March 14th, 2018: The most pivotal, influential day in recent United States history. Or, at least that’s what it was advertised as before and the way it was reported on after because it was the day of the National School Walkout. Sadly, I would not be taking part.
At my school, an actual walkout, in which the student body would physically exit the building, was not permitted. Instead, several students at my school coordinated with administrators to arrange a 17-minute assembly, consisting of speeches and a moment of silence, in the gymnasium.
However, I and over a hundred other students chose an alternative option to the “walkout”: sitting in the auditorium and waiting for the other event to end. I’m not sure why those seated around me opted to abstain from the walkout, but I know why I did. And while I am I not qualified to speak on the behalf of the many other students nationwide that did not participate in their school’s walkouts, I am sure they can relate to my reasons.
In the weeks building up to the event, I was hoping that it would be apolitical. I hoped that the students and staff at my school could share 17 minutes together mourning for the innocent souls taken in Parkland, Florida. At the very most, maybe it would be appropriate to propose new safety measures to our school but refrain from addressing Congress, or President Trump. Maybe we could focus on community, and inclusion while ignoring gun debates and division. This doesn’t mean that I think there shouldn’t be a political debate going on related to the Parkland shooting. There were many things leading up to that day that could have and should have been avoided. From my perspective, most had to do with negligence on the part of local and federal organizations. Others pointed their fingers at guns. For 17 minutes though, maybe we could put aside our differences, pause the debate, and join in remembrance.
As much as I wanted this to be the case, it was not. The first I was made aware of the event was through a social media post from a classmate. This particular person interpreted the walkout as an opportunity to confront Congress about gun reform, and they were not alone. Soon after I learned that the organizers of the Women’s March were also involved in the national walkout, so I anticipated the presence of left-wing stances on guns. This was confirmed by an article from a local newspaper and details I heard from teachers. Based on all my observations, I was inclined to not go.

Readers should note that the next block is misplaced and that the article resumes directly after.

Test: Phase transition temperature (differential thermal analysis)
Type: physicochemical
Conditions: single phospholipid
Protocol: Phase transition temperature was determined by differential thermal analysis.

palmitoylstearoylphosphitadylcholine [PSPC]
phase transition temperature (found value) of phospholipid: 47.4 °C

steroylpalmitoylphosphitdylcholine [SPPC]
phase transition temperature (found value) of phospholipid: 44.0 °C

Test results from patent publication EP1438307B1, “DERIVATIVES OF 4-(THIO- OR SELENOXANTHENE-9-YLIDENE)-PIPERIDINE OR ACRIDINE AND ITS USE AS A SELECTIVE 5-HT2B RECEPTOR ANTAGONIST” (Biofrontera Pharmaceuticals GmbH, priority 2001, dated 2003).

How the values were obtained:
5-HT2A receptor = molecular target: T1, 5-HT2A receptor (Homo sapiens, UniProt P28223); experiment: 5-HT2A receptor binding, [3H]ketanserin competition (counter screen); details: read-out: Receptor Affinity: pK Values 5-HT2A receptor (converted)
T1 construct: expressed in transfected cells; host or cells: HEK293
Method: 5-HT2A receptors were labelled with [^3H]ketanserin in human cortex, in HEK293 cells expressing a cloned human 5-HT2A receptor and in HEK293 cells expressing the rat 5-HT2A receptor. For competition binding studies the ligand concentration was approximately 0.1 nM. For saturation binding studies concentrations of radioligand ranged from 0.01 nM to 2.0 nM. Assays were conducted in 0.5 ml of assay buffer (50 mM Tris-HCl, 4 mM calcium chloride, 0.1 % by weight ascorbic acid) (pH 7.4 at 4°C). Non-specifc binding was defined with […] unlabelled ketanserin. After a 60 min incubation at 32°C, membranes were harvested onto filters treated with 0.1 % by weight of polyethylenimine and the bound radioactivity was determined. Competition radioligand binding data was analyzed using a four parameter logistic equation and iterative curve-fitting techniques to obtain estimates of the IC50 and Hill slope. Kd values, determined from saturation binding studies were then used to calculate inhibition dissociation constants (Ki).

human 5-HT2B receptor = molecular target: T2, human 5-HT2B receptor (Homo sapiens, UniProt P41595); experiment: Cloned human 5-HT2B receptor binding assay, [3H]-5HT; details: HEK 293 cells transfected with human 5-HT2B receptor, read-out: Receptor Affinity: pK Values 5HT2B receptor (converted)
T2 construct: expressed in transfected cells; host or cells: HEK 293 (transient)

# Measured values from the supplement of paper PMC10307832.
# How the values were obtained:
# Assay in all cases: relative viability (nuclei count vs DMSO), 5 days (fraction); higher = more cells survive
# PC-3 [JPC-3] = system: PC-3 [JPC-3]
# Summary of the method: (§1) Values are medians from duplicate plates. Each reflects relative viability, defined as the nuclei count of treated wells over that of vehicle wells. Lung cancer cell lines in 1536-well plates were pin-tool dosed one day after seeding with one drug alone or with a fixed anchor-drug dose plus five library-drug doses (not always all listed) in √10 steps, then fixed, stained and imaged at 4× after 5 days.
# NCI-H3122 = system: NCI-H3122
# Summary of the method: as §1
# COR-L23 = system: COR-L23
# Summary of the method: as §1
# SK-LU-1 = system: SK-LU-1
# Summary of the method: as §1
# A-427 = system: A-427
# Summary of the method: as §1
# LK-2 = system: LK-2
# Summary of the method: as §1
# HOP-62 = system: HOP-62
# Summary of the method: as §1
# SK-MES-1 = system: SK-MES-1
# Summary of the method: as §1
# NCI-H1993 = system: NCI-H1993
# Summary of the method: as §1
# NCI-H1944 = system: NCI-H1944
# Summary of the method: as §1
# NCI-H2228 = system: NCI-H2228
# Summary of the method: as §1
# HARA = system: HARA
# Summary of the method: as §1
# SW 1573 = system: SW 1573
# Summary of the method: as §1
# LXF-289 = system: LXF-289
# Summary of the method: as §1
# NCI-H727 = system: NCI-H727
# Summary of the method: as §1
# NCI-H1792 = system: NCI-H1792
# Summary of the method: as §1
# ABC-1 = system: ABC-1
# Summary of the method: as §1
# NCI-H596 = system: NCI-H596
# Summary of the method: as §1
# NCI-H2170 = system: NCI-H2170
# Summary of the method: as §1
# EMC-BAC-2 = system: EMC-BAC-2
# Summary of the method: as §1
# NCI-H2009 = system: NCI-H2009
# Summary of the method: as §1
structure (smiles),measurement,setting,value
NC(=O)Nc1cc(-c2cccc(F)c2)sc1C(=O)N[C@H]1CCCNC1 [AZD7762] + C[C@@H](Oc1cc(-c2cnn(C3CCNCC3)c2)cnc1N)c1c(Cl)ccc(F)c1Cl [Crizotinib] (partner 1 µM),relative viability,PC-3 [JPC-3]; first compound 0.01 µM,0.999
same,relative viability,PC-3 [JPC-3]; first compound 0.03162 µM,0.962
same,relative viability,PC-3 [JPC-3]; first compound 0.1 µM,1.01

From what I ’ve seen and heard afterward, the assembly was not subtle in its stance against guns. A brief speech calling for gun reform was given. In social media posts, I saw students holding posters calling for gun control. Some had the audacity to criticize the NRA, going as far as blaming them for the death of 17 people.
What really shocked me is what I didn’t see. If there were going to be political initiatives to be set forth, other causes and possible solutions should have been mentioned. If politics were going to be present, I would have hoped that they were not overwhelmingly divisive. Amongst the talk of gun control, there was nothing about the Broward County Sheriff’s Office, or the FBI, or general government incompetence. No signs reading “Resign, Sheriff Israel” or “Increase School Security” which are in no way partisan notions. How ironic, that next to the signs that said “This is what democracy looks like”, implying the broad inclusion of differing perspectives, all I could find was leftist gun control advocacy. So, for what was trotted out as an opportunity for students to make their political voices heard, I felt silenced, but not in the way that the school was threatening to punish me if I voiced my unpopular opinion, which I’m sure took place at some schools that day. Rather, it made no effort to represent both sides, or the center, of the aisle. In a public school, which is meant to foster diverse thought, I found this type of practice harmful and wrong.
In my school, the walkout was a demonstration against guns in disguise. Instead of placing the Parkland victims at the center of attention, they were only dedicated a fraction of the scheduled time. Instead of encouraging healthy political discourse amongst students, it pushed forth a left-wing agenda, an agenda so valuable that it would be endorsed even if it meant a decrease in attendance. Instead of earning my support and participation, it drew my disavowal.